Upon completion of the course, students will be able to:
1. Account for the foreign and sometimes difficult structure of
2. Distinguish between the assumptions and hermeneutic techniques of
traditional biblical exegesis and the methodology and conclusions of
modern biblical criticism.
3. Delineate critically and aesthetically the distinctive portraits of
the life and teachings of Jesus in the Gospel accounts.
4. Describe and explain the contribution of Paul to the growth of the
early Church over and against the complex cultural background of the
Hellenistic Roman world.
5. Discuss the centrality of the contemporary quest of the historical
Jesus in the development of modern biblical criticism.
6. Describe the connection between Orthodox and Gnostic Christianity
and the process of scriptural canonization.
1. Contrasting Traditional and Modern critical understandings of Old
Testament prophecy: Reading the prophet against the background of
his own time and circumstances.
2. The historical and socio-political evolution of prophecy.
a. I Isaiah and the Assyrian crisis
b. II Isaiah and the Persian Conquest
c. Cyrus the "messiah"
3. Persian Zoroastrian dualism and Yahwist monotheism: Job.
4. The Greek conquest and the nature of Hellenism: Hellenism and
Judaism: the Septuagint Bible.
5. Antiochus and the Maccabean Revolt; the Sages and the roots of
6. Daniel and the birth of Apocalyptic Eschatology.
7. The development of Roman dominance: Jerusalem at the time of Jesus:
Political and Social topography.
8. Introduction to the problems related to the quest of the historical
Jesus. Tracing Q and the Gospel of Thomas and the Two/Four Source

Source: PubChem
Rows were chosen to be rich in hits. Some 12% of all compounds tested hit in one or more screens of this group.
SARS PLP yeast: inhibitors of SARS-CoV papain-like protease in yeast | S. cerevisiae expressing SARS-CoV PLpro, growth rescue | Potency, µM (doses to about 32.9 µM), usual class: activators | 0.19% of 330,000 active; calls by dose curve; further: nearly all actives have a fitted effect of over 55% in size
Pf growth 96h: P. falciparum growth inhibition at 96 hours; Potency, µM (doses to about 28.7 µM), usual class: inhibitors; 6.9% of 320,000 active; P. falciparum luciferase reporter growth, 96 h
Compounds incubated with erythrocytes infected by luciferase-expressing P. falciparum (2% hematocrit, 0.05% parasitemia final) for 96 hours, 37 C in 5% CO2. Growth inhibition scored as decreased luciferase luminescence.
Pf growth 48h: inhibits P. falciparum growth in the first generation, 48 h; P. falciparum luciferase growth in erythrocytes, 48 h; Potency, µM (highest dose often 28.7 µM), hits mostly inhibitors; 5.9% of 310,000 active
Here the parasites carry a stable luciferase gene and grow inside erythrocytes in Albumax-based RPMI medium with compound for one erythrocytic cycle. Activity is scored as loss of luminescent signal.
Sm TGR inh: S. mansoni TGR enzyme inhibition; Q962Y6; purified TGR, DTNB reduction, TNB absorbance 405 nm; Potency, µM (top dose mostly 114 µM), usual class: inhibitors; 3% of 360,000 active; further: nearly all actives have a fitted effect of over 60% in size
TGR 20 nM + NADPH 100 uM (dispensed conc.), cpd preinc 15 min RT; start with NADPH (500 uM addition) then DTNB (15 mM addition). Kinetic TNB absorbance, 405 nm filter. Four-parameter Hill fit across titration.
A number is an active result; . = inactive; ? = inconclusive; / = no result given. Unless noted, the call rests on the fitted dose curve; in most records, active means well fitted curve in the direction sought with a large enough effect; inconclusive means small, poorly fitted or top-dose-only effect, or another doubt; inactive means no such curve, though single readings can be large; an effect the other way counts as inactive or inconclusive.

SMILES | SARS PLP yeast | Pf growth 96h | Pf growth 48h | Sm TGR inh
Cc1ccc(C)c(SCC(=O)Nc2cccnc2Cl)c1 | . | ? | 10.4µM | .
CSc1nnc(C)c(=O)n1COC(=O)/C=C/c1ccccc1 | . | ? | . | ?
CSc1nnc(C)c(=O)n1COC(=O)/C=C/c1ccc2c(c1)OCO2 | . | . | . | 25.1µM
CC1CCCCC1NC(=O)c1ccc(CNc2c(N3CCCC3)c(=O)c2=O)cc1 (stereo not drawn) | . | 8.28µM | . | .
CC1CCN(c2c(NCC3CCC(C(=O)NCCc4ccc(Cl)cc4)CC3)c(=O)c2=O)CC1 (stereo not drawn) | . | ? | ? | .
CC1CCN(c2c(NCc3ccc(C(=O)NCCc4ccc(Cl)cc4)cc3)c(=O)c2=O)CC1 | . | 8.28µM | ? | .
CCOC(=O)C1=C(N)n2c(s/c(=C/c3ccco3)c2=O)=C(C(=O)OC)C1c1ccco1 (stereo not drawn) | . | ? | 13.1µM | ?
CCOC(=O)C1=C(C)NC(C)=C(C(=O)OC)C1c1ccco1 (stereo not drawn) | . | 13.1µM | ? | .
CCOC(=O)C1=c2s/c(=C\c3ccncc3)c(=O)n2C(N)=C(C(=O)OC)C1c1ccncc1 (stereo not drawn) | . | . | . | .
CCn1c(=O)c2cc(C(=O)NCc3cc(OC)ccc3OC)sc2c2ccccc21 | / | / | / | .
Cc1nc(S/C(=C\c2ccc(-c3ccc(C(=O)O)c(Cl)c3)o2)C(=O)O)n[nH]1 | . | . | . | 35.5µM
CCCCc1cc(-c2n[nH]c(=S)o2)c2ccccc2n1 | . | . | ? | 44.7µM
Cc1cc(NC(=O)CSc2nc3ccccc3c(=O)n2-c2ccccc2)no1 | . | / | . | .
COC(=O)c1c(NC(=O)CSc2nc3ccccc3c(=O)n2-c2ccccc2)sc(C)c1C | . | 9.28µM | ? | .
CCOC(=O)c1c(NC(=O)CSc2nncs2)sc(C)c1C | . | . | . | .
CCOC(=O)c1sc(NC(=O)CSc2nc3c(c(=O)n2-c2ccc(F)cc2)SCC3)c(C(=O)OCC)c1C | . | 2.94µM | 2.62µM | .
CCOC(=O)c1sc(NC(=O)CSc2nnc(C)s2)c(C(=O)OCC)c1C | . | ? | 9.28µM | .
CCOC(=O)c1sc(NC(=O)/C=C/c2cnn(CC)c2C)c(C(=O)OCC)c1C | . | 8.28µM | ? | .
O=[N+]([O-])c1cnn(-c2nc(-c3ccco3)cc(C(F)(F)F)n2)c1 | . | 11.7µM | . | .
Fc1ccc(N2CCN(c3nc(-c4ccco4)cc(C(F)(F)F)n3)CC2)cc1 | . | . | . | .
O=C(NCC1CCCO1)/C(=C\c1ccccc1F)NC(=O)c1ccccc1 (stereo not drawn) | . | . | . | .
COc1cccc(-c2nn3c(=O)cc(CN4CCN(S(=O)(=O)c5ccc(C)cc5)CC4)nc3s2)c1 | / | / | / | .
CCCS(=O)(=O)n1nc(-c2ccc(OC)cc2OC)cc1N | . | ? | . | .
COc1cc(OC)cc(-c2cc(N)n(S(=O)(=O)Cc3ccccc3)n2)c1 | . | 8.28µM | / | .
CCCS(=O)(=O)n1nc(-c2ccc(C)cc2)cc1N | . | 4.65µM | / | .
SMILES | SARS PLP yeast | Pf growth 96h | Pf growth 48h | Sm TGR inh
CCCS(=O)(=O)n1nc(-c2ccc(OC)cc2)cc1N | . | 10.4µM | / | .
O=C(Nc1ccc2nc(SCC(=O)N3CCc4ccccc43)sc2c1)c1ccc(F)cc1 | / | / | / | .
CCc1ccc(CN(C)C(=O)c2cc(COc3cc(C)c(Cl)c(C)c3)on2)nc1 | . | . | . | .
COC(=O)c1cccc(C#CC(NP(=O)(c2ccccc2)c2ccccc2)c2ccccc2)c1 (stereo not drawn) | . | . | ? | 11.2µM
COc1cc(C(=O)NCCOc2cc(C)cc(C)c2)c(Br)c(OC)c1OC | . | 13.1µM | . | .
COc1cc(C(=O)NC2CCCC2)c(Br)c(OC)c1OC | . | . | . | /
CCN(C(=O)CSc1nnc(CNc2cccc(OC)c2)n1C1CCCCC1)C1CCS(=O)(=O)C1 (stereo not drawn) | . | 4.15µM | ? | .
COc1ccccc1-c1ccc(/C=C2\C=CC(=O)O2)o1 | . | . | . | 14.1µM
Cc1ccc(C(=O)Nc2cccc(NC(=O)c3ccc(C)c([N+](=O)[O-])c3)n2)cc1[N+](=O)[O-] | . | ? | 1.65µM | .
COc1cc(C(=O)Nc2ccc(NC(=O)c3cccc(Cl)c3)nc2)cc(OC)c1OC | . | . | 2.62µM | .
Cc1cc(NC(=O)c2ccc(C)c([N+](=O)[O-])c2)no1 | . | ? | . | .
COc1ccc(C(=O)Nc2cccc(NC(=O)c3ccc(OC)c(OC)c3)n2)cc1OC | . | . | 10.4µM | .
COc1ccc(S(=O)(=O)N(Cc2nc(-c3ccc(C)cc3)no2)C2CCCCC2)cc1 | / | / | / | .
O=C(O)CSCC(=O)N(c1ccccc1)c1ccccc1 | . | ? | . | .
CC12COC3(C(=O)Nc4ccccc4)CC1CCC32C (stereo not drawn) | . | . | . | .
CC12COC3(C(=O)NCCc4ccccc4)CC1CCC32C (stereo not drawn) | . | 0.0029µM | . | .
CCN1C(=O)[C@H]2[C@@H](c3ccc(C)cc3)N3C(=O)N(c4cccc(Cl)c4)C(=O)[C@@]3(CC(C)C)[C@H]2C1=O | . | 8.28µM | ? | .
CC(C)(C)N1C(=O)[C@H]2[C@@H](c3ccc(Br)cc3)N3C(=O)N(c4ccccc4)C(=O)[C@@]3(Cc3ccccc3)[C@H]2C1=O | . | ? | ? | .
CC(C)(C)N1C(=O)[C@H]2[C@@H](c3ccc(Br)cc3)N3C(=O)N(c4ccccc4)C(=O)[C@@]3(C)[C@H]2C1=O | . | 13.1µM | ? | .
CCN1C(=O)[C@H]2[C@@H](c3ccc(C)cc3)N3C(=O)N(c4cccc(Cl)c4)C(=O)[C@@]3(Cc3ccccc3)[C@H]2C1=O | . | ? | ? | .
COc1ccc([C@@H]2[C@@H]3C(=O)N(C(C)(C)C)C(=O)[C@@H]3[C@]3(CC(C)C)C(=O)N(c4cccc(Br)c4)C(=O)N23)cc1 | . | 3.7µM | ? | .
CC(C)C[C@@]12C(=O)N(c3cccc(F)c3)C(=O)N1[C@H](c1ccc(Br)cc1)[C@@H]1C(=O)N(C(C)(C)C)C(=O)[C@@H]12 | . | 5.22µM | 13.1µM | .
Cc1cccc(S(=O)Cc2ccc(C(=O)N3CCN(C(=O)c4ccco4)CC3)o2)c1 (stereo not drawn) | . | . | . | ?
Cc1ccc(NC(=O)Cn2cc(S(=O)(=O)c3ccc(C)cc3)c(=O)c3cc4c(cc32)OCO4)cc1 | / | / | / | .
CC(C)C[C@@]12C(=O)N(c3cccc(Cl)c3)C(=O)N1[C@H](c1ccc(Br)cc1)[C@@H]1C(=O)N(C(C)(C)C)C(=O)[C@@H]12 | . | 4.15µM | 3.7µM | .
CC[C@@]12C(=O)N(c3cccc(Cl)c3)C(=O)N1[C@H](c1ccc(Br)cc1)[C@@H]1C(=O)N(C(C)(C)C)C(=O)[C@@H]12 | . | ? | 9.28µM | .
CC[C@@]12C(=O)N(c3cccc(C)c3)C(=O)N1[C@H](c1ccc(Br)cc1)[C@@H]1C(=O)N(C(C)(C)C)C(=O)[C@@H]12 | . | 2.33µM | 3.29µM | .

theory; Form Criticism and Redaction Criticism and what these tell
us about the transmission of information relating to Jesus.
9. The growth of the Early Church: Palestinian, Hellenistic Jewish
Mission and Gentile Christianity.
10. The social and religious background of the Greco-Roman world.
11. Paul, his definition of Christianity referring to Thessalonians,
Romans, Gelatians and the Corinthian correspondence.
12. Returning to the Quest of the Historical Jesus: deciphering the
authentic teachings of Jesus within the Synoptic Gospels and the
oral and written traditions of the Early Church: determining the
criteria for authenticity: the proclamation of the the Kingdom of
God: Jesus' use of aphorisms and parables, describing the emerging
image of the historical Jesus.
13. Applying critical method to key New Testament texts: investigation
the historic anti-Judaism of the New Testament hermeneutic: exploring
the rise of Christian clericism and orthodoxy and its hermeneutic.
14. Reviewing the relationship between rabbinic Judaism and the early
church in the period following the destruction of Jerusalem.
15. Tracing the roots of Christian Gnosticism; the Gospel of Thomas; the
Johannine Tradition; The Gospel of John and Gnosticism.
16. The process of New Testament canonization.
Assignments for Humanities 10.2 include the following:
1. Regular reading assignments of 40-70 pages per week from course texts.
2. Critical response essays of 2-3 pages which will interpret and
evaluate biblical texts and integrate the observations of contemporary
New Testment scholarship.
3. One or more midterm examinations based on individual units, e.g. the
Gospels and Pauline Literature.
4. A final examination based on classroom lecture/discussion and the
critical text book for the course.
5. A research paper of 5-7 pages requiring the student to report and
evaluate 3 or more scholarly interpretations of a biblical passage.
NEW ENGLISH BIBLE (or its equivalent).
THE NEW TESTAMENT: AN INTRODUCTION by N. Perrin and D. Duling,
3rd ed., Harcourt Brace College Publishers, 1994.
NEW TESTAMENT FUNDAMENTALS by Stevan L. Davies, Polebridge Press, 1994.
THE ACTS OF JESUS by Robert W. Funk and THE JESUS SEMINAR, Polebridge
Press and Harper San Francisco, 1998.
NEW TESTAMENT STORY: AN INTRODUCTION, David L. Barr, 3rd ed.,